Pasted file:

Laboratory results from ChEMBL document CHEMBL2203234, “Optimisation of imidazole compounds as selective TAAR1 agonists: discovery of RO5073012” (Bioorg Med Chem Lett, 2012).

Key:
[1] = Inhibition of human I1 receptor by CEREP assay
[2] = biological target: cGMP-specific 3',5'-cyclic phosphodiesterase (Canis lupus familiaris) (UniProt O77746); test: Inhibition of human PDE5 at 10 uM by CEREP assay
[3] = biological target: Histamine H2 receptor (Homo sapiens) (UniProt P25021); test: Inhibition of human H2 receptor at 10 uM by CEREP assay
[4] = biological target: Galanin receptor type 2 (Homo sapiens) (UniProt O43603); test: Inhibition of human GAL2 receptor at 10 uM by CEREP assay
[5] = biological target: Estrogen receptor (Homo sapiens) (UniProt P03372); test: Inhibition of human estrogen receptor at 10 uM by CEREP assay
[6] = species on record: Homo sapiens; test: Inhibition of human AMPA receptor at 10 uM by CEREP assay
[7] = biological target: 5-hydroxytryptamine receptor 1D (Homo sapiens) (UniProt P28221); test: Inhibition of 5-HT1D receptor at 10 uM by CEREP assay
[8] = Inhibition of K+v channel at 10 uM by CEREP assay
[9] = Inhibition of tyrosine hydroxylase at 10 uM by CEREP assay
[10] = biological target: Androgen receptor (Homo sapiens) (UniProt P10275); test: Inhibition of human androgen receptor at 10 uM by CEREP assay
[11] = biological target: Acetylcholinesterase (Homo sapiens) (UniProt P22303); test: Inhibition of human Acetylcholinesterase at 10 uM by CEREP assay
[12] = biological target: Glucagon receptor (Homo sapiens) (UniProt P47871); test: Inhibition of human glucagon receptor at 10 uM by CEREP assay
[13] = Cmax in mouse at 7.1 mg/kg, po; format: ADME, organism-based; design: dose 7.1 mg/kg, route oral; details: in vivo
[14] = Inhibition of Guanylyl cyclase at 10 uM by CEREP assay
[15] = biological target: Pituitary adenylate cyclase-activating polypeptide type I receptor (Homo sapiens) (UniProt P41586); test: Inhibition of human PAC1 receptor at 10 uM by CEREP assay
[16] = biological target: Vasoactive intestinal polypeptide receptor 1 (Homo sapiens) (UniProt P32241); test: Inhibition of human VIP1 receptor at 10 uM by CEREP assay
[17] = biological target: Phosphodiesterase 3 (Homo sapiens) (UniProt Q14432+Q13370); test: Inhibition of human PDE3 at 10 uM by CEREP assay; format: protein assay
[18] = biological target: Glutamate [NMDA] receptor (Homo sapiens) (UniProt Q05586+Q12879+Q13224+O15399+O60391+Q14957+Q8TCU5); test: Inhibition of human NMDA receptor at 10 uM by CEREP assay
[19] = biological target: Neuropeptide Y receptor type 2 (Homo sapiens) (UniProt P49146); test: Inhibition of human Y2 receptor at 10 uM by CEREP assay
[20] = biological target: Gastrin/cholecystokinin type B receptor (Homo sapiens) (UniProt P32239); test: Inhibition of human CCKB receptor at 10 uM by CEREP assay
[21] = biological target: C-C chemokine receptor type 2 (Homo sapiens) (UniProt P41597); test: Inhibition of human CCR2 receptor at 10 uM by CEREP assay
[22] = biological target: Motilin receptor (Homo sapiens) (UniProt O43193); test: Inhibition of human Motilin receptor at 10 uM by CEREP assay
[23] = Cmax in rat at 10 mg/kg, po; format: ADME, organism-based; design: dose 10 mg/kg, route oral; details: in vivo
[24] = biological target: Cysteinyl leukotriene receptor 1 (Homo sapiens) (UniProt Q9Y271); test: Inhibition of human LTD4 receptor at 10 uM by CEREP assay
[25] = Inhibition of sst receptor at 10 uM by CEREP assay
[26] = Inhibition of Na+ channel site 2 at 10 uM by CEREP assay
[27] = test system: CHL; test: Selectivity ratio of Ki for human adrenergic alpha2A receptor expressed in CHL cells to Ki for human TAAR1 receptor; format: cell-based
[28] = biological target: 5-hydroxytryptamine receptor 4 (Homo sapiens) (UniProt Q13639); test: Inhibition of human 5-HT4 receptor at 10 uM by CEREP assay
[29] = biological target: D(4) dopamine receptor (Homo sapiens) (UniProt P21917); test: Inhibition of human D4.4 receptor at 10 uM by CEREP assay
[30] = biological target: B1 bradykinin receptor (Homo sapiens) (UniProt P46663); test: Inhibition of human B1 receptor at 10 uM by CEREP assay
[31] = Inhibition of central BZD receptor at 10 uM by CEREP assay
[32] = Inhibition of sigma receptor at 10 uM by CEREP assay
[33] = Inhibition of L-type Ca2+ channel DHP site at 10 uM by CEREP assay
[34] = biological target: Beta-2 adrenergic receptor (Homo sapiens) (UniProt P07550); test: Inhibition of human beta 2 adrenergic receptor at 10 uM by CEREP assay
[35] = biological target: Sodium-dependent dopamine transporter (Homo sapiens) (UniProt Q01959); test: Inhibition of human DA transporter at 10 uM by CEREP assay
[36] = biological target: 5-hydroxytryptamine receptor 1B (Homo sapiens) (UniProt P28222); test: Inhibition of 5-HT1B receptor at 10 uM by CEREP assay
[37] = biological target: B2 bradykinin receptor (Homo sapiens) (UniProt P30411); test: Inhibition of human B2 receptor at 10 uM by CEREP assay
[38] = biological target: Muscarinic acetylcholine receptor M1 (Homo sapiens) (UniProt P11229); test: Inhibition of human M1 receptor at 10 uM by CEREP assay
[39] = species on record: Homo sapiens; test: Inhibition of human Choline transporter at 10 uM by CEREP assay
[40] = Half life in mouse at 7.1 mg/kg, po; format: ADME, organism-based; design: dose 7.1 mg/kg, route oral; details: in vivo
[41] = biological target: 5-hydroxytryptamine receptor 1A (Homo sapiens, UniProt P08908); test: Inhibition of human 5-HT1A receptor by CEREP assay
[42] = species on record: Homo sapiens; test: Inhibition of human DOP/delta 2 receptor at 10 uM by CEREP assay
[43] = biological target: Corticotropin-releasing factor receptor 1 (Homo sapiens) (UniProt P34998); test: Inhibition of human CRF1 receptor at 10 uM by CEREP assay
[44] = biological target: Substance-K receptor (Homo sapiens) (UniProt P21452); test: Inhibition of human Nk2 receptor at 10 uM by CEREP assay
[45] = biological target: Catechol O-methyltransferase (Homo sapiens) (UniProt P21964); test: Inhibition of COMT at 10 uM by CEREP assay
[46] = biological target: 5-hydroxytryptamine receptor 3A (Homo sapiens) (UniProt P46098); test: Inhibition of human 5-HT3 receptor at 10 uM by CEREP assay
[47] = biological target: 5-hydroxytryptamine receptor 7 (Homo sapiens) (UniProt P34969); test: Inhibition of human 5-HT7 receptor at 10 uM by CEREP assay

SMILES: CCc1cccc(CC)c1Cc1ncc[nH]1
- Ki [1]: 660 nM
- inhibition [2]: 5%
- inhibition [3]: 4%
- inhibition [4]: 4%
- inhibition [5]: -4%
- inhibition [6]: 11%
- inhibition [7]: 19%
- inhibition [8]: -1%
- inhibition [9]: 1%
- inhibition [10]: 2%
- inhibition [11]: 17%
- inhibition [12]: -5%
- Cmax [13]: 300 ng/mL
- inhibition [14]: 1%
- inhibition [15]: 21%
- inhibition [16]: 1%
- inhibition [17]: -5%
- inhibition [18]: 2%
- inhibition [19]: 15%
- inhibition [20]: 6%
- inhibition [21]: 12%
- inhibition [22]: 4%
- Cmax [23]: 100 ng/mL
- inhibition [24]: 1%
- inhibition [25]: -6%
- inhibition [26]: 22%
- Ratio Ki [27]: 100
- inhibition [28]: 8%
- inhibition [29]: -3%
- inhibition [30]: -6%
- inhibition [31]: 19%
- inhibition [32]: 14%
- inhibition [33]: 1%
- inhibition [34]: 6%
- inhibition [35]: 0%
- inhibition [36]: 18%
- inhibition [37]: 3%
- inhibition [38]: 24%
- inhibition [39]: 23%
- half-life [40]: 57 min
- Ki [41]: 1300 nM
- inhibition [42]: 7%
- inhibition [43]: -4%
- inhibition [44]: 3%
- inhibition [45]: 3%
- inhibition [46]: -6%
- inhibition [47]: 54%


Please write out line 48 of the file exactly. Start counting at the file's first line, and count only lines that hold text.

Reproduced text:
[46] = biological target: 5-hydroxytryptamine receptor 3A (Homo sapiens) (UniProt P46098); test: Inhibition of human 5-HT3 receptor at 10 uM by CEREP assay